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Beyond Tofu and Beans-Simple Ways to Cut Back on Eating Meat

By: Jenny Maroux, BS, Health Educator

plant based

From college cafeterias, to the dairy aisles at food stores, to even fast food restaurants, vegetarian and vegan food options seem to be growing. Not only are the options growing, but more people seem to be interested in cutting down on how much meat they eat, whether it’s for health reasons, environmental concerns, or ethical reasons. Honestly, it’s hard to ignore the hype around cutting back on meat when there are many documentaries, books, medical professionals, and celebrities who are advocating for plant based diets.

After seeing how passionate people were about plant based eating and being curious about trying meat free options, I too wanted to cut back on how much meat I was eating. At the same time though, I couldn’t really imagine never having chicken wings at a summer barbeque or turkey on Thanksgiving again. So I started cutting back slowly, limiting how much meat I was eating to only one meal a day. Then I also started trying substitutes and finding vegetarian or vegan recipes online. After a few months, I was surprised by how little meat I was eating and it soon became effortless to limit it to special occasions only.

I’ve come up with a list of tips that I think can be helpful if you’re trying to cut back on how much meat you’re eating. I spoke with my co-workers, Bethany and Jean, who also eat mostly vegetarian diets to see if they had any tips. Here is what we came up with:

  1. Try different plant based meat options. There is a lot more out there than just canned beans and tofu! The way you cook these foods can change the texture a lot too.
  2. Change your mindset about these plant based options and know that these options aren’t going to taste exactly like meat. If you bite into a veggie burger expecting it to taste just like a hamburger, you’re probably going to be pretty disappointed. But if you make eggplant parmesan and expect it to taste like eggplant and take the time to find a recipe you like, you may be surprised by how satisfying vegetables can be in their own way.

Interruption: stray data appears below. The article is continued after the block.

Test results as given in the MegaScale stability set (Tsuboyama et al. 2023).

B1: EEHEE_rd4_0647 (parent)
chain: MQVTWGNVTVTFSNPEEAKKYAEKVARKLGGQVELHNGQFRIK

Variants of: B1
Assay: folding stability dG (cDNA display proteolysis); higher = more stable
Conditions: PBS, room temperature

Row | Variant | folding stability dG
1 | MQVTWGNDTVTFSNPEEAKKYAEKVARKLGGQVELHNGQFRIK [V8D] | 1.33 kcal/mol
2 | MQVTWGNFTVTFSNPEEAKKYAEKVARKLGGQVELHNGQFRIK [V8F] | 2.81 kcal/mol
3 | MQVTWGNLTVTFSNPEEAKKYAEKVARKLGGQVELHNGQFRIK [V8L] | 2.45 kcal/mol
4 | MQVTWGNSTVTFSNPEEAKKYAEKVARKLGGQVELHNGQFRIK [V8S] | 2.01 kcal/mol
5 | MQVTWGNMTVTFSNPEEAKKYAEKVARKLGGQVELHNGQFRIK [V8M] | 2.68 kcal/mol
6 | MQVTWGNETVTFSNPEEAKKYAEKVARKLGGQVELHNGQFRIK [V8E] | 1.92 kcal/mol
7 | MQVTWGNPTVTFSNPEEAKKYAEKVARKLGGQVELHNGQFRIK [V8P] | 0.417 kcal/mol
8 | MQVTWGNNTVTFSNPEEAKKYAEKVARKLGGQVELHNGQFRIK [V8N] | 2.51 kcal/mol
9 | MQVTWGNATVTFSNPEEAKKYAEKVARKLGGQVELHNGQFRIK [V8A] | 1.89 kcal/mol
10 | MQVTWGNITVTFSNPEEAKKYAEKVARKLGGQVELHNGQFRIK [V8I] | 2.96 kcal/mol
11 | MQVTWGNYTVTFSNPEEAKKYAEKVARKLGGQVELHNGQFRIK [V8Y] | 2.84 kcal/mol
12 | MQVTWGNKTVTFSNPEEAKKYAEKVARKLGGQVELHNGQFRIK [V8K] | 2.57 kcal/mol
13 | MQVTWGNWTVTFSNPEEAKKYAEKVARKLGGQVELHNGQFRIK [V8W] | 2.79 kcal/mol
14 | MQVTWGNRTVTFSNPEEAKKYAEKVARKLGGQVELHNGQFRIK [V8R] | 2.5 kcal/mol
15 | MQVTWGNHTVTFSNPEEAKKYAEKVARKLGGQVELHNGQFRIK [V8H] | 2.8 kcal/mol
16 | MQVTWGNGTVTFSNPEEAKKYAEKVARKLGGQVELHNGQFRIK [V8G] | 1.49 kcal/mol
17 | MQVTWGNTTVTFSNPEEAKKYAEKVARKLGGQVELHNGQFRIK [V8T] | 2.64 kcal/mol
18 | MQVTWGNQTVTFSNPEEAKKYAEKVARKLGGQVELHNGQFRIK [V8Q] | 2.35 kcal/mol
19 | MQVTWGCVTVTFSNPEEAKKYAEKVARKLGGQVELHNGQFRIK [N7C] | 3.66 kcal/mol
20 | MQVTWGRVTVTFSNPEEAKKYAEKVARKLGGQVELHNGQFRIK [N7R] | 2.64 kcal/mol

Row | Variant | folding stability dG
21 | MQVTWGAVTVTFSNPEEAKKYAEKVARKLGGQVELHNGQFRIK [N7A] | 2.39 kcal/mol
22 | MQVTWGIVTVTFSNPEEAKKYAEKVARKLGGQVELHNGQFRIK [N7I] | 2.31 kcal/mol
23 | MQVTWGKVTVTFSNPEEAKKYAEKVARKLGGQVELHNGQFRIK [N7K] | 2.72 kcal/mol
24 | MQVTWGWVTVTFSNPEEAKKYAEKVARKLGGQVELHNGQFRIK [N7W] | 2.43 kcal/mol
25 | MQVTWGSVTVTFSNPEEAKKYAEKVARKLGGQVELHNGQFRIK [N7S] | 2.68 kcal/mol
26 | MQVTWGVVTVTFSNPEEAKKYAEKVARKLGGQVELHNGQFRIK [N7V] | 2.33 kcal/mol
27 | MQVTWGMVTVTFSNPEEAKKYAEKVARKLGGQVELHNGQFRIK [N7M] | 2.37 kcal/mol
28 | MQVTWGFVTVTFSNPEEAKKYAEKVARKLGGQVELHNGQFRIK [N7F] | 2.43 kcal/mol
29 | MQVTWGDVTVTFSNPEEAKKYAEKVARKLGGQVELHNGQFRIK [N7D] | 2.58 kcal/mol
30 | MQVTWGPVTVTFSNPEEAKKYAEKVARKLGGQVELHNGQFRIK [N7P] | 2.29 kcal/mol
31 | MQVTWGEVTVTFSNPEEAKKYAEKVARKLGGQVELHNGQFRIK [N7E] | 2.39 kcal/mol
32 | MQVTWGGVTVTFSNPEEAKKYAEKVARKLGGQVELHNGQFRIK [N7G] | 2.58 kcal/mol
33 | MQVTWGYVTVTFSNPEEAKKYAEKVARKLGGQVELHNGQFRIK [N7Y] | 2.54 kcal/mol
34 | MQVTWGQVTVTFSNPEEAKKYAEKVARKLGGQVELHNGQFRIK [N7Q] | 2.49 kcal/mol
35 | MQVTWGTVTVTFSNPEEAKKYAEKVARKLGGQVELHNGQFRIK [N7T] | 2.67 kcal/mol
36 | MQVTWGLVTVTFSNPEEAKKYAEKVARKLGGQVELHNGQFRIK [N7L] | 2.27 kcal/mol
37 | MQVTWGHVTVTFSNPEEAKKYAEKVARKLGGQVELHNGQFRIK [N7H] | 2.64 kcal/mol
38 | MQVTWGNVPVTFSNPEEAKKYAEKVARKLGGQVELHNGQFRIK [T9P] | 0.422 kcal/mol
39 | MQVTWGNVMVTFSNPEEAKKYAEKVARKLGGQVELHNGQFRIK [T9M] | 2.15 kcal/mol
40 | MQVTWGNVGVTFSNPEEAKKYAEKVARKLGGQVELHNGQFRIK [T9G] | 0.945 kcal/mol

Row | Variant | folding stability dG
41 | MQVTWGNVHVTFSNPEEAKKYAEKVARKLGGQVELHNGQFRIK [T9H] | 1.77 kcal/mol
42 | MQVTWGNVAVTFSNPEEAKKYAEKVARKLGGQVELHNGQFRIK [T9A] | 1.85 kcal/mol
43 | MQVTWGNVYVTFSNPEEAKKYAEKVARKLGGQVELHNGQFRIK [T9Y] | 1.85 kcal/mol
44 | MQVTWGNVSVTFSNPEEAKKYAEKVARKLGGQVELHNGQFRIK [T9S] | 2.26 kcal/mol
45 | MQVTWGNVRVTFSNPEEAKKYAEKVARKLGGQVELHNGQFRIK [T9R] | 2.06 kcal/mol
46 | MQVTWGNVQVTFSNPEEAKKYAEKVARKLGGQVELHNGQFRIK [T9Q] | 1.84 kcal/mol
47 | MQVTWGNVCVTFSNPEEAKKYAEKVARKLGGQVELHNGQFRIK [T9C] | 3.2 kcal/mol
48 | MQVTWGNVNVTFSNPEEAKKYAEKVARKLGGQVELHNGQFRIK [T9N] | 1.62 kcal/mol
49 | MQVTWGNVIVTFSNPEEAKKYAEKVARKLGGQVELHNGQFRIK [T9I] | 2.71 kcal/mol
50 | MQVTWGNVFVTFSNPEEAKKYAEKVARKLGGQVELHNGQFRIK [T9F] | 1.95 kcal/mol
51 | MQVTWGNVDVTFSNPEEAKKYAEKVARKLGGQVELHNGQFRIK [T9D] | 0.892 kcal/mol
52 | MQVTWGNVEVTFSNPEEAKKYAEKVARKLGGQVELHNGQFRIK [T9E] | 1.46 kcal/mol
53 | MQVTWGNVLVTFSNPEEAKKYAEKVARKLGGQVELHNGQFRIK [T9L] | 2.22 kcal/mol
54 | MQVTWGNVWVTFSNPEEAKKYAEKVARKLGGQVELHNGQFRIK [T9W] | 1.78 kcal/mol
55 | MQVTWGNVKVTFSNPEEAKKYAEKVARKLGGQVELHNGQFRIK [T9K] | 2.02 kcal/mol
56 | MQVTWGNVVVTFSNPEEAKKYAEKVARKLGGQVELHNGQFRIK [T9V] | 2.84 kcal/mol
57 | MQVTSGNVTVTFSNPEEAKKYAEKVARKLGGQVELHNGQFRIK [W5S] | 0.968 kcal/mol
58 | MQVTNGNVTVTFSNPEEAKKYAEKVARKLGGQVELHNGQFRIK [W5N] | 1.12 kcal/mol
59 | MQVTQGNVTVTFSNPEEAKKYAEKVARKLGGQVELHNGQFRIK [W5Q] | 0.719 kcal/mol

3. Go slow and be flexible. Flexibility is key when it comes to any type of lifestyle change. Forget about the vegetarian and vegan labels and just try your best. Whether you only celebrate Meatless Mondays, you eat meat a couple times a month, or you only eat it on special occasions, you’re making more progress than not trying at all! Once I stopped caring about being a “real” vegetarian, I was able to focus much more on what was really motivating me to change my diet than just the labels. grilling veggies
  4. Set personal goals that really align with why you’re cutting back on meat. This could be trying a new vegetable from the farmer’s market or trying a new vegetarian recipe once a week.
  5. Make meat a side dish to your meal rather than the main course. Try grilling or roasting vegetables to bring out new flavors and textures.
  6. Follow different vegetarian food blogs/videos on social media to inspire you. If you’re not super creative when it comes to new recipes, there’s no need to worry because there are thousands of recipes, Instagram accounts, Facebook videos, and even smartphone apps that feature different vegetarian and vegan recipes. It’s as simple as typing in “vegetarian recipes” into your favorite social media sites and exploring different options.

Keep in mind, just because it’s “meatless” doesn’t automatically make it nutritious. The Academy of Nutrition and Dietetics has some great tips and information about vegetarian meal ideas and nutrition.

If you want even more information or cookbooks about healthy eating, plant based eating, or other types of lifestyle changes, reach out to us here at the MaineHealth Learning Resource Center by emailing us or calling 1-866-609-5183.


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